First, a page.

Funny thing, slander and libel, especially in the age of Blogs, YouTube, Twitter, Facebook. The concept seems so . . . well, Victorian. Nowadays, who has a “reputation?” All it takes is a few anonymous key-strokes and anybody, for any reason, can be publicly trashed. But here’s the odd thing: Nowadays, who believes anything they read anywhere anymore? Kinda hard to be “slandered, defamed and libeled” if nobody believes a word of it. Or they believe every word but never bother to find out whether it’s true or not, so “facts” and “false facts” just become meaningless gossip, subject to change at any moment.
Hard to maintain a “reputation” of any kind in such a downpour of swirling blither.
And funny thing about suing somebody for libel is that news of the lawsuit will spread the libel even farther than the original libel, so you’re likely to face the ridiculous possibility that you should maybe sue yourself for making sure that libel got the widest possible coverage. So, either way, damned if you do, damned if you don’t.
Case in point, yesterday’s Tribune carried the headline “A.G. man accuses news site of libel.” According to the story, “Charles Tenborg, CEO and president of Eco Solutions, a hazardous waste management service in Arroyo Grande” filed a lawsuit against “CalCoast News and reporters Karen Velie and Daniel Blackburn” for publishing a story that claimed that “Tenborg’s company illegally transported hazardous waste for San Luis Obispo County’s Integrated Waste Management Authority.”
See the problem there? I’ll bet none of you reading this ever heard of Charles Tenborg or Eco Solutions. Likely you’re not even familiar with CalCoastNews. And I’m also betting you missed the original story all together. So, there’s the problem: If a “libel” falls in a forest of “news” and nobody sees it, is it still “libel?”
Ah, but file a lawsuit, especially in a small town, and it gets picked up by the one newspaper of record, well it’s sure to be splashed far further than the original story ever went. Toss in the fact that CalCoast News regularly makes headlines by their muckraking and pot-stirring, and you’re sure to spread whatever “libel” you think you’re dealing with all over the place.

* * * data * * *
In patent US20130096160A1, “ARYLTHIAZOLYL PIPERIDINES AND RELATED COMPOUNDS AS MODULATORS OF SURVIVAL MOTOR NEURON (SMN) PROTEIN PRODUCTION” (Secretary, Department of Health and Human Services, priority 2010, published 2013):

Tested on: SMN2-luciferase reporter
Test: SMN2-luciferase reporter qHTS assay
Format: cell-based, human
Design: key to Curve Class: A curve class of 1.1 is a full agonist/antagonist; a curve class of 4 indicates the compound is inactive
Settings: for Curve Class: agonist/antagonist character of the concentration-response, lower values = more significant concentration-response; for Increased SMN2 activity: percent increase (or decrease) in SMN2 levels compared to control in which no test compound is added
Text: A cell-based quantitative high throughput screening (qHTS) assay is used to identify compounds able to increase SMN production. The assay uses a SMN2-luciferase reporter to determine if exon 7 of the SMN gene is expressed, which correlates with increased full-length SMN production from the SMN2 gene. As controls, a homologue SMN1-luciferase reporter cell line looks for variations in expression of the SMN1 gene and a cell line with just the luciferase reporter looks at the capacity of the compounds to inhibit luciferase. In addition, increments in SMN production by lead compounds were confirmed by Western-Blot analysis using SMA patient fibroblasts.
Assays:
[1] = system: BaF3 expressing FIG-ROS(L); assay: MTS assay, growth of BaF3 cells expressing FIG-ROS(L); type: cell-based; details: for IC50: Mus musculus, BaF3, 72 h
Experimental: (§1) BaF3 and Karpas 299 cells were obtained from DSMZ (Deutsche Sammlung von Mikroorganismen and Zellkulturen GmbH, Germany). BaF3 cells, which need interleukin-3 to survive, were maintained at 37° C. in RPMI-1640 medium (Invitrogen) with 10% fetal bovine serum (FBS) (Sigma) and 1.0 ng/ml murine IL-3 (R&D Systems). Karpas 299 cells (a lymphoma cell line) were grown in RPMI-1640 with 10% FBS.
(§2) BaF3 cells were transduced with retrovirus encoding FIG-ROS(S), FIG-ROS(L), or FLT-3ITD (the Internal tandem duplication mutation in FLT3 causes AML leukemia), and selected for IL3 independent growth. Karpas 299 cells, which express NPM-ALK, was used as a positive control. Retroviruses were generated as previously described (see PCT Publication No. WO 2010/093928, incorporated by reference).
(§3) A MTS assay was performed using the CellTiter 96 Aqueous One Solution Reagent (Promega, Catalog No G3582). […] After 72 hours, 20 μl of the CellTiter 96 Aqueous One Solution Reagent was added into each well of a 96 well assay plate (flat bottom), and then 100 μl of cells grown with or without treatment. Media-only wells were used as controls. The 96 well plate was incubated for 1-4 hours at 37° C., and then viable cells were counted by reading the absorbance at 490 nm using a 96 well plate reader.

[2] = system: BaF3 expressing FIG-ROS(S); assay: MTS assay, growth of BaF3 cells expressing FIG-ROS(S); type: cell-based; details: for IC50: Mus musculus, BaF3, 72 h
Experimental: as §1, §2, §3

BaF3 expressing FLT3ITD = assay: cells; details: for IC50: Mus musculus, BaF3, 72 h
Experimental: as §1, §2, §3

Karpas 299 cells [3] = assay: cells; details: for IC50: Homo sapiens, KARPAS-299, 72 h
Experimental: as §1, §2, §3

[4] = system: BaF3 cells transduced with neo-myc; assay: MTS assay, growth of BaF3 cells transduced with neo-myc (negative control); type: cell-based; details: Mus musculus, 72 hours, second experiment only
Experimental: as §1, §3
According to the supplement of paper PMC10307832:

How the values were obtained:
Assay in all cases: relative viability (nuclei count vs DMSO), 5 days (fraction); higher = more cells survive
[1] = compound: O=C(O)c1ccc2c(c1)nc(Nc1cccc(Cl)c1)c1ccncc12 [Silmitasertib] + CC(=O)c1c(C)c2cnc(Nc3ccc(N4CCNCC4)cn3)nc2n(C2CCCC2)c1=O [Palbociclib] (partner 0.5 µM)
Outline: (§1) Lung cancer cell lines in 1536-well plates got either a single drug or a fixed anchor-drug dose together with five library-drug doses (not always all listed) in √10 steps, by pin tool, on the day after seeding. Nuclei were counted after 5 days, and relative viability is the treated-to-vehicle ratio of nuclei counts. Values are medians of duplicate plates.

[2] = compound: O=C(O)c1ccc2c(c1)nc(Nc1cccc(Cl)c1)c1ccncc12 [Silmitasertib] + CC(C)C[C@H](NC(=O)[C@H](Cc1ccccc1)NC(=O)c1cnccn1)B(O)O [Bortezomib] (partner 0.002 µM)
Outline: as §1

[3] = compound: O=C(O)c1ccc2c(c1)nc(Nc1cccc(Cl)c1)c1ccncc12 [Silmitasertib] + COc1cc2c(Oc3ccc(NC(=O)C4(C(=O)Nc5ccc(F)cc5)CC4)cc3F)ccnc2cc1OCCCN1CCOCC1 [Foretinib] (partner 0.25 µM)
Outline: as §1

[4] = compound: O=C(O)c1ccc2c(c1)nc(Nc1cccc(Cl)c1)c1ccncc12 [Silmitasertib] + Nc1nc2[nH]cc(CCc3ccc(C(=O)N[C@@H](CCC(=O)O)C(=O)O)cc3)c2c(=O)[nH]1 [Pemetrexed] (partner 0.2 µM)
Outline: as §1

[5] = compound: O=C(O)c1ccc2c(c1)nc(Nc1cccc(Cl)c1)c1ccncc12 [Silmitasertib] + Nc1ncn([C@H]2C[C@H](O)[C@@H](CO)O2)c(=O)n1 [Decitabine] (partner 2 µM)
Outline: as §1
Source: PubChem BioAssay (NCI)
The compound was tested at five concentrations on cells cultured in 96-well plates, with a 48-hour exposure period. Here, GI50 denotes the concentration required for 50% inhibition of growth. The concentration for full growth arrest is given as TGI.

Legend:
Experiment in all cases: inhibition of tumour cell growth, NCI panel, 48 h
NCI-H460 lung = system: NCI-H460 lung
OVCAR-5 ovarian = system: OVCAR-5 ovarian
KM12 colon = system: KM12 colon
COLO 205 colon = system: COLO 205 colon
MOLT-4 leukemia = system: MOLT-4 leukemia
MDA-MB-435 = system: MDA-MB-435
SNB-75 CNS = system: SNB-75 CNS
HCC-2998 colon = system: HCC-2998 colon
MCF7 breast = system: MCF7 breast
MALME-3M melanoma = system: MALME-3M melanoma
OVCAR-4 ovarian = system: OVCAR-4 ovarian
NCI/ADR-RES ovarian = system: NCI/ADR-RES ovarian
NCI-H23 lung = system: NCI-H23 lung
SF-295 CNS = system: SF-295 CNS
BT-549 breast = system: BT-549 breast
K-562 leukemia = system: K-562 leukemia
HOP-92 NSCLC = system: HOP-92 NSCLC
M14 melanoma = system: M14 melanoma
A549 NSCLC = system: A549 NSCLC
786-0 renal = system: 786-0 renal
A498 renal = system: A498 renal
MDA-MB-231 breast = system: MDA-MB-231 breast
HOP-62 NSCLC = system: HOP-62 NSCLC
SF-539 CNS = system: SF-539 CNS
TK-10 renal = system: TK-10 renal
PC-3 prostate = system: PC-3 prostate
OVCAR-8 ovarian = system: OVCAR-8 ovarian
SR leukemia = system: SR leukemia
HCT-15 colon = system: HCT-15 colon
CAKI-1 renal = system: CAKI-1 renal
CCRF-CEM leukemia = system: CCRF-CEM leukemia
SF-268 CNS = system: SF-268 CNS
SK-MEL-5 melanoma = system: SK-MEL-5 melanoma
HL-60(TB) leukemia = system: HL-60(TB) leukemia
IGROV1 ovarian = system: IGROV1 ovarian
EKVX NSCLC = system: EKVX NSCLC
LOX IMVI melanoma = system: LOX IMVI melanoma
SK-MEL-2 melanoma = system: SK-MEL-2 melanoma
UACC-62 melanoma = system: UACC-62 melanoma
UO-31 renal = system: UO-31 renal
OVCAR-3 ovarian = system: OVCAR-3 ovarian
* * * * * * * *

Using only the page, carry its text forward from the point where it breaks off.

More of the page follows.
So there you are. You feel your reputation was dinged in a news report likely read by nobody and now, thanks to your lawsuit, your dinged reputation is now splattered all over the newspaper in big headlines and now everyone and their uncle is aware of your previously quasi-dinged reputation and they’re now blinking their eyes and saying, “Gosh, I didn’t know Mr. So & So was a crook.”
Meanwhile, your bet noir, CalCoastNews now gets another bite at the apple to refresh and repeat the whole story and add their two cents defending their actions and so the whole thing gets rehashed again.
Hopeless. It’s a no-win deal. The lawsuit story will now stick in a whole lot of people’s minds even before you have to go to court and face impossible odds of actually proving “malice” and “willful” intent from your accusers. Or if the news agency agrees to publish a retraction or modification of the original story, or maybe you even win your lawsuit, it’s a good bet that story will appear on page B6 buried under an ad for underwear.
So there you are. Win, lose or draw, your efforts to right a perceived wrong just made a bigger mess.
On the other hand, if a news agency is running amok and falsely accusing folks of illegalities, (the Tribune notes that “this is the second defamation lawsuit in two months that has involved CalCoastNews”) then somebody needs to put a stop to it.
But at what price for all the players? Except for the lawyers, who get paid regardless.